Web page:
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README.md

JTinyCsvParser

JTinyCsvParser is a high-performance CSV Parser for Java 1.8. As the name implies it is a Java version of TinyCsvParser.

It makes no use of Reflection and is very easy to use and extend.

Setup

JTinyCsvParser is available in the Central Maven Repository.

You can add the following dependencies to your pom.xml to include JTinyCsvParser in your project.

<dependency>
	<groupId>de.bytefish</groupId>
	<artifactId>jtinycsvparser</artifactId>
	<version>1.2</version>
</dependency>

Documentation

JTinyCsvParser comes with a documentation, which is located at:

Quickstart

This is only an example for the most common use of JTinyCsvParser. For more detailed information on custom formats and more advanced use-cases, please consult the full User Guide of the official documentation.

Imagine we have list of persons in a CSV file persons.csv with their first name, last name and birthdate. The columns are separated by , as column delimiter, which each line will be split at:

Philipp;Wagner;1986/05/12
Max;Musterman;2014/01/02

The corresponding domain model in our Java code might look like this.

public class Person {

	private String firstName;
	private String lastName;
	private LocalDate BirthDate;

	public String getFirstName() {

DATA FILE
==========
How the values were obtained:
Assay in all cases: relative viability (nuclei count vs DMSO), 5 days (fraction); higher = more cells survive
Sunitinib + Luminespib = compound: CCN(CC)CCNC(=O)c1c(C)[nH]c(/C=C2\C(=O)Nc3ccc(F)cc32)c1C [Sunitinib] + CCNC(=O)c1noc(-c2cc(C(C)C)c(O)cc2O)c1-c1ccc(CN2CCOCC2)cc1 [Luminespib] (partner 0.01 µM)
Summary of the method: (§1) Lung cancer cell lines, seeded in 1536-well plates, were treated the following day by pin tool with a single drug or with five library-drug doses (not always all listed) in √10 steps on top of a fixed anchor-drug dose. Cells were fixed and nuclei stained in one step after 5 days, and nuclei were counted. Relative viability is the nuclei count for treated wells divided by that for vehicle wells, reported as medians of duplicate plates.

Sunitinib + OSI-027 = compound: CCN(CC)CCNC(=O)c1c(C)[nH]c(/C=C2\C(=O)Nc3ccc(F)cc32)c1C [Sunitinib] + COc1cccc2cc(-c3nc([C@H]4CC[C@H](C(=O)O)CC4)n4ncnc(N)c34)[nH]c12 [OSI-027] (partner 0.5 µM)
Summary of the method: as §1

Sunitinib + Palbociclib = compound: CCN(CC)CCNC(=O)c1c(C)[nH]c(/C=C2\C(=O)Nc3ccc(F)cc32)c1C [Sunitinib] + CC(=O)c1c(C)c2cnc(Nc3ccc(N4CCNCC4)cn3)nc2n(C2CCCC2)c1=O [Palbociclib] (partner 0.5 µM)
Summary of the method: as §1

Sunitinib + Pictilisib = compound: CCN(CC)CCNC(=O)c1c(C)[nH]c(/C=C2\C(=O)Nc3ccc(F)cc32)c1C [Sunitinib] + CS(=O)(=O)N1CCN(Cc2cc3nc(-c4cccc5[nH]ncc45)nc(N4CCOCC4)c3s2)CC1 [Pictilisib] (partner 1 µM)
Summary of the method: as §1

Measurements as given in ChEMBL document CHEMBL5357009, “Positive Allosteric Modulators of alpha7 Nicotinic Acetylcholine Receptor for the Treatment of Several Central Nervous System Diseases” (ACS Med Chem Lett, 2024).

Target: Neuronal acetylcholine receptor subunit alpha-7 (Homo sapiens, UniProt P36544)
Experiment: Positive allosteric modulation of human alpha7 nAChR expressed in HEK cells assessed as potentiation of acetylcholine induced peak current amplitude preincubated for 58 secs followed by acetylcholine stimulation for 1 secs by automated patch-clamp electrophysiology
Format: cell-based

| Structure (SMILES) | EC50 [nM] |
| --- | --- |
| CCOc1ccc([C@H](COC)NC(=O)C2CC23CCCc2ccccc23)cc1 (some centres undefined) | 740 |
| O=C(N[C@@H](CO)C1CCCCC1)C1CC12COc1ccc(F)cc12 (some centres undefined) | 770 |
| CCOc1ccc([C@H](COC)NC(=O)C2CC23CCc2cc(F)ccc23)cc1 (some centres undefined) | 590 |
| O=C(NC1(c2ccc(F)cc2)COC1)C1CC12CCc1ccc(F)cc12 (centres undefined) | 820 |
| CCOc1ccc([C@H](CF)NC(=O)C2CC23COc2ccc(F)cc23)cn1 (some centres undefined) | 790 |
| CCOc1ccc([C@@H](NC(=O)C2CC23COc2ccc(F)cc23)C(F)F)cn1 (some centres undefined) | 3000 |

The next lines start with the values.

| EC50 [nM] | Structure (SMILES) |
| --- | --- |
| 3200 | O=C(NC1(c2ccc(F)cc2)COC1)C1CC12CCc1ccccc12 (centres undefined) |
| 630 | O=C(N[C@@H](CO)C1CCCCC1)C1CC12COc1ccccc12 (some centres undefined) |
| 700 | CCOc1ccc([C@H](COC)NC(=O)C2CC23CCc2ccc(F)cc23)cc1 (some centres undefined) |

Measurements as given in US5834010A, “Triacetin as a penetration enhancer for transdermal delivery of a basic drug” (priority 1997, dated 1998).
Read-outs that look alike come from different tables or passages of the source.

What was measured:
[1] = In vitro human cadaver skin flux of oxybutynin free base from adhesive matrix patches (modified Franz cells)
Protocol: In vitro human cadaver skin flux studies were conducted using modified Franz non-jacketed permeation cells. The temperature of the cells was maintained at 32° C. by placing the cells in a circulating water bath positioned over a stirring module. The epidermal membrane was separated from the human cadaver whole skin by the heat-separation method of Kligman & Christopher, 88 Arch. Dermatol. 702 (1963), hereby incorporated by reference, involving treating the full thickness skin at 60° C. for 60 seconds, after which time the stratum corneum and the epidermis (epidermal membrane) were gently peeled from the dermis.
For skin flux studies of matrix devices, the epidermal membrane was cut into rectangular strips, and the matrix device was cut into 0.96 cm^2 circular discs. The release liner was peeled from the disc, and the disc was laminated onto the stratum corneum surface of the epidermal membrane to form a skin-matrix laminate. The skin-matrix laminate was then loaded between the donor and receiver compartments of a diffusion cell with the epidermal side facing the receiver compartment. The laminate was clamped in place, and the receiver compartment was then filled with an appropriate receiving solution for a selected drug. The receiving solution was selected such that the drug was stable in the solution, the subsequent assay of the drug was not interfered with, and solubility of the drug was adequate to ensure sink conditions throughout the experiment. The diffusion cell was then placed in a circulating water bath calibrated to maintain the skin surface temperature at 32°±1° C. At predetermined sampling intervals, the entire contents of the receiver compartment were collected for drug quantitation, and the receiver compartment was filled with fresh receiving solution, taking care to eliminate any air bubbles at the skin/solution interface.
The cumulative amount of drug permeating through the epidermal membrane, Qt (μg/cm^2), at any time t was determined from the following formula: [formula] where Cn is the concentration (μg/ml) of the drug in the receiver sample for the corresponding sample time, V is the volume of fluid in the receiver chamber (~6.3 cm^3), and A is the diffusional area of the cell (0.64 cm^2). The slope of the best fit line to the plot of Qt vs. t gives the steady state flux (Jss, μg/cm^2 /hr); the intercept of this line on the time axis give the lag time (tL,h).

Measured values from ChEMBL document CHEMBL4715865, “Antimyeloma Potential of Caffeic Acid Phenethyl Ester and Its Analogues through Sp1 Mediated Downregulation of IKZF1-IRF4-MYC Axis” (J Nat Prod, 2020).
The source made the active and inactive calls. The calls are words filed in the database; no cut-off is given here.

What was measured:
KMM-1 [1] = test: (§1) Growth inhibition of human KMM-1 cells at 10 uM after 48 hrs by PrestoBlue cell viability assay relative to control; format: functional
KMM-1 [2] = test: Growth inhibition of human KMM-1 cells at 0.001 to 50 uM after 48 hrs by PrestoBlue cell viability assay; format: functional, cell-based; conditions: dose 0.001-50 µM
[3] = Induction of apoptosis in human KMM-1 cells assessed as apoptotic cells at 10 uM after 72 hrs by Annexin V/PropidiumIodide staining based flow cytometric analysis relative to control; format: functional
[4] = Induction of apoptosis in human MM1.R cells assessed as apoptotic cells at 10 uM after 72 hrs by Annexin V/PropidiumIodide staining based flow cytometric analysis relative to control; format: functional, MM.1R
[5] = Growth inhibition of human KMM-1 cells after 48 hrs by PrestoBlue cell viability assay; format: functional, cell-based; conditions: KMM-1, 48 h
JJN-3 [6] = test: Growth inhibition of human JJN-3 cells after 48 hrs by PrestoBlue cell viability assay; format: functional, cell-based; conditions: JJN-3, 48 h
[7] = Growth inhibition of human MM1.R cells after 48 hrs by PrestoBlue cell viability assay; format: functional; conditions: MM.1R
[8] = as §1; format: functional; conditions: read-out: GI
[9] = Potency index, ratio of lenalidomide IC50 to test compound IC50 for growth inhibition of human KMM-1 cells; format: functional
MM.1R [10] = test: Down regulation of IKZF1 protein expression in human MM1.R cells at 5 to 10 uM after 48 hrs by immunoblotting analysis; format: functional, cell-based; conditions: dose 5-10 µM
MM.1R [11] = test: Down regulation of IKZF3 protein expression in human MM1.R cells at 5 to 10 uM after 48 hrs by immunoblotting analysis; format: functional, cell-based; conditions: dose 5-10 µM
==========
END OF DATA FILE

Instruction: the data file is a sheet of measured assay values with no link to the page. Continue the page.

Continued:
return firstName;
	}

	public void setFirstName(String firstName) {
		this.firstName = firstName;
	}

	public String getLastName() {
		return lastName;
	}

	public void setLastName(String lastName) {
		this.lastName = lastName;
	}

	public LocalDate getBirthDate() {
		return BirthDate;
	}

	public void setBirthDate(LocalDate birthDate) {
		BirthDate = birthDate;
	}
}

When using JTinyCsvParser you have to define the mapping between the columns in the CSV data and the property in you domain model, which is done by implementing the class CsvMapping<TEntity>, where TEntity is the class Person.

The IObjectCreator passed into the mapping is a functional interface, which returns a TEntity object. It is used to instantiate instances of the target objects, without using the Java Reflection API in the library.

public class PersonMapping extends CsvMapping<Person> {

    public PersonMapping(IObjectCreator creator) {
        super(creator);

        mapProperty(0, String.class, Person::setFirstName);
        mapProperty(1, String.class, Person::setLastName);
        mapProperty(2, LocalDate.class, Person::setBirthDate);
    }
}

The method mapProperty is used to map between the column number in the CSV file and the property in the domain model.

Then we can use the mapping to parse the CSV data with a CsvParser. In the CsvParserOptions we are defining to not skip the header and use a , as column delimiter. I have assumed, that the file is encoded as UTF8.

public class CsvParserTest {

    @Test
    public void testParse_readFromFile() {
        
		// Use , as column delimiter and do not skip the header:
        CsvParserOptions options = new CsvParserOptions(false, ",");
        
		// Create the Mapping:
        PersonMapping mapping = new PersonMapping(() -> new Person());
        
		// Create the Parser:
        CsvParser<Person> parser = new CsvParser<>(options, mapping);
        
		// Path to read from:
        Path csvFile = FileSystems.getDefault().getPath("C:\\csv", "persons.txt");
        
		// Holds the Results:
        List<CsvMappingResult<Person>> result;
        
		// Read the CSV File: